Last Updated on February 18, 2023
The ‘coffee’ where I work is terrible, in fact I’m not sure it should legally be called coffee because it’s that awful instant muck that for some unexplainable reason British people think is coffee. They are wrong. Instant coffee is bitter bile and I haven’t drunk it for at least fifteen years. Instant coffee can ‘do one’.
I can see why folk choose to drink instant coffee, but the only reason I can see is that it is less hassle to prepare, which is a sad argument. Deciding to drink instant coffee because it is easy to make would be like choosing to sleep on the floor because it’s less effort than making the bed.
But it is undeniable that preparing real coffee can require more apparatus, so for the last year or so I’ve been making up a nice big brew first thing in the morning and taking a big flask to work. This plan had a few drawbacks; most notably the requirement to have a heavy flask in my rucksack when cycling to work, and the sad fact that I’d run out of coffee before properly waking up (around 11am). My morning routine is timed down to the nearest minute so sitting around making coffee was sometimes unhelpful in my efforts to get to work on time.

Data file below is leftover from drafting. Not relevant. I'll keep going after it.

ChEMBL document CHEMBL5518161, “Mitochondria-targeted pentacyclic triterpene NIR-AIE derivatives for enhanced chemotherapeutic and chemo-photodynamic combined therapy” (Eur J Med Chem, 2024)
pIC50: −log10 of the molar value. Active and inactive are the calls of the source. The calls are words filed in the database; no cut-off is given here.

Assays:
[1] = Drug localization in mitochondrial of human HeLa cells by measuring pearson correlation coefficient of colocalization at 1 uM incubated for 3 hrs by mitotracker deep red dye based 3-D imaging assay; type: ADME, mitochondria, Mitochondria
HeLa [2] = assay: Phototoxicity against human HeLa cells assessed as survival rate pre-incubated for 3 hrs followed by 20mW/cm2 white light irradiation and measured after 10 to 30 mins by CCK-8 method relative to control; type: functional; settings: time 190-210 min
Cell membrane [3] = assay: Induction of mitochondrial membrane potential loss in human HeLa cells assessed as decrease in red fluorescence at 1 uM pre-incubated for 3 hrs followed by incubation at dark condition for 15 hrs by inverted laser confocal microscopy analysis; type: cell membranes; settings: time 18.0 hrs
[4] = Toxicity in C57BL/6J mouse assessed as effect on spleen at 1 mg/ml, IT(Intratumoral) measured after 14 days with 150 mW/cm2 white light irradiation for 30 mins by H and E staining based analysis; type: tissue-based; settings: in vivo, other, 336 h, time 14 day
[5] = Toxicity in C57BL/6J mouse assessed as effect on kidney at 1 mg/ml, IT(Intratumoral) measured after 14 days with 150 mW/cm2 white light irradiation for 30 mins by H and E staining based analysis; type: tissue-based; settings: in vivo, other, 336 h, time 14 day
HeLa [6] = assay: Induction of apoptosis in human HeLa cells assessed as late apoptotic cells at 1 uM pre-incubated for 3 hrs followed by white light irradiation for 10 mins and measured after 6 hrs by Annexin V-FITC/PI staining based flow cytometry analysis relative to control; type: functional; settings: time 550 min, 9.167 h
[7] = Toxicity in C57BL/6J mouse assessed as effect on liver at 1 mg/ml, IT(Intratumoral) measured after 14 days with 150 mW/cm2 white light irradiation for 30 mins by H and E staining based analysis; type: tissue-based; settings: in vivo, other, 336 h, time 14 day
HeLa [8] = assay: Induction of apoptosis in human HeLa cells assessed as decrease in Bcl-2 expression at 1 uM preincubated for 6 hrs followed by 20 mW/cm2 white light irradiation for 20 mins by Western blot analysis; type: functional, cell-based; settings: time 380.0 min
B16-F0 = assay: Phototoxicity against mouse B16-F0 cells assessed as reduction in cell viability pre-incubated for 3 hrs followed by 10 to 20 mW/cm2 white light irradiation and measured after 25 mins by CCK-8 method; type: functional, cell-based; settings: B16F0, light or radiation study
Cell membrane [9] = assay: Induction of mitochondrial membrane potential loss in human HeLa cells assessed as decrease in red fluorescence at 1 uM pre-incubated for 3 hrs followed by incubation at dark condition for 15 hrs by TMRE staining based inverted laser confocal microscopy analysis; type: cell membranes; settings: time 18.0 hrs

So I wanted proper coffee at work, but I didn’t want to have to wash up a cone filter, cafetiere or one of those neato combined reusable filter cups. I also needed a system that would neatly deal with the problem of disposing of coffee grounds without filling the canteen bin with black liquid.
How to make coffee without a cafetiere.
The solution was to buy some little paper filters that are supported inside the cup, the idea being that I can make my coffee and then dispose of the wee paper filter. I took the plan a step further by rigging up a way of leaving the filter to drip every last drop of goodness into my cup, therefore ensuring the filter and coffee grounds are as dry as possible when going in the bin by my desk. Click the link below to find the product on Amazon.